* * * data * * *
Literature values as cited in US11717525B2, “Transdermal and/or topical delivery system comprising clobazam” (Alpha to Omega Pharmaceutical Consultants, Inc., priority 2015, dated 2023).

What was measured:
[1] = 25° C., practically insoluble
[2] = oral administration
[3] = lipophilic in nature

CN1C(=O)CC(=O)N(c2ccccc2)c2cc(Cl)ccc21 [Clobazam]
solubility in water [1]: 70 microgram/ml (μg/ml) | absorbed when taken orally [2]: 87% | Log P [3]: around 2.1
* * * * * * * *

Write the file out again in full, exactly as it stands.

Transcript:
Literature values as cited in US11717525B2, “Transdermal and/or topical delivery system comprising clobazam” (Alpha to Omega Pharmaceutical Consultants, Inc., priority 2015, dated 2023).

What was measured:
[1] = 25° C., practically insoluble
[2] = oral administration
[3] = lipophilic in nature

CN1C(=O)CC(=O)N(c2ccccc2)c2cc(Cl)ccc21 [Clobazam]
solubility in water [1]: 70 microgram/ml (μg/ml) | absorbed when taken orally [2]: 87% | Log P [3]: around 2.1